If you’re about to start a postgraduate course at university or college, you may be feeling slightly anxious about a number of things. It could be leaving the family home and moving to a new place, the weight of the course fees hanging over your shoulders, or the alienation concerns at being removed from family, friends and everything that's currently familiar to you.
Be assured that feeling anxious is a perfectly normal symptom of all that's going on in your life right now and that stress is a natural feeling which, in small amounts, can actually push you to work harder and deliver your best.
The signs of stress
Signs of stress show themselves in a variety of ways, usually dependent on your personality and typical coping methods.
Here are a few symptoms you might want to look out for:
- Irritability - are you more short tempered than usual and ready to pick a fight, but don't know why you're behaving in this way?
- Disturbed sleep - you may feel tired, overly tired in some cases, yet you still can't sleep? There's just so much noise in your head that you want to run away from it - only you can't
- Over eating or under eating - are you eating more than normal in an insatiable sort of way? Or do you feel full a lot of the time and almost too bloated to eat?
- Anxiety - does it feel like your heart is pumping through your chest with all that's going on and do you sometimes feel that you just can't cope?
As we mentioned earlier, so many of these symptoms are perfectly natural trigger responses to major life changes. You've picked up, moved away (and even if you haven't moved you've enough going on) and now you're about undertake some serious academic studies.
Is it any wonder you're feeling a little 'challenged'?
How you can help yourself
There are a number of things you can do to try to combat stress. None of these are rocket science, but they are designed to help you get to grips with how you're feeling and put some small actions in place that might help you feel better:
- Stay active - whether you go to the gym, go for a walk or take a plunge in your local pool, staying active can really help clear your mind. When you exercise your body releases chemicals called endorphins, which trigger a positive feeling in the body. So even if you don't feel up to exercising at that very moment, there's every chance that, if you do, you'll feel better afterwards
- Eat well and cut down on alcohol - according to the NHS a healthy lifestyle with a balanced diet and limited alcohol is hugely important. So know your food and drink limits and research the food types that will offer you the most energy and nutrition. Check out the NHS'sguidelines on 'How to have a Balanced diet'
- Don't beat yourself up about things - if you miss an essay deadline or get a mark that's lower than you expected, it's not the end of the world. Talk to your lecturer instead of bottling it up and adding to your current stress levels. Listen to what they have to say and discuss what support is available to you in terms of both your learning journey and pastoral care. Talk to friends or family too, they'll be glad you've come to them
- Consider some form of relaxation class - whether its self meditation, pilates, yoga or listening to upbeat podcasts that target positive mindset, because grabbing a bit of downtime can be a great stress buster. If motivating podcasts are new to you, click here to see what all the fuss is about! They come highly recommended by the NHS, so there must be some merit in them!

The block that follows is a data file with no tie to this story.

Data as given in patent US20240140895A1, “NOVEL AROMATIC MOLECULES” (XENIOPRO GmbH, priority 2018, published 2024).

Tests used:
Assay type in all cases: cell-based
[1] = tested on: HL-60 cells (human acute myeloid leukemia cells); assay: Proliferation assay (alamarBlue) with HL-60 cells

Any university you attend will have a comprehensive student support system. Use it - it's there for you. There are usually counselling services run by Student Welfare Teams where you can talk to someone in absolute confidence about a range of issues from: study concerns, relationship issues, family traumas, loneliness, mental health, and even financial difficulties. If you need to talk, there's always someone around to offer an impartial, listening ear.
If you have a disability (you'll usually have told the university about this in advance), you'll discover a range of disability services too, where you can chat about reasonable adjustments that will help both your overall experience and academic achievements.
There are a host of student welfare facilities available to help everyone through what are often referred to as 'the best years of your life'!
What if you're not getting any better?
There's a difference between day to day stress and something more serious, like depression. If you feel you've tried to help yourself by following the suggested practices that the NHS recommends, then it may be time to make an appointment to visit your GP.
If your thoughts and feelings just aren't getting any better, to the point where they're beginning to impact on everyday life, it may be time to talk to a qualified practitioner.
Consider making an appointment with your GP (if you haven't registered with one where you are living, do it as soon as you can). Talk to them about how you're feeling and don't be embarrassed to be honest and open about the way you're feeling. They're there to help and not judge you - plus they've seen and heard it all before. Whatever you say it's unlikely to be a revelation to them!
Lastly, and according to mind.org, one of the UK's leading mental health charities, 1 in 4 people will suffer from some sort of mental health condition during their lifetime, so please don't be hard on yourself. Our minds are a complicated tool and there are a lot of determining factors which can add to our stress levels.
Just know that as you go through your student life there's a lot of support available. So you whatever you're going through, you don't need to go through it alone.
Here are a few helpful links: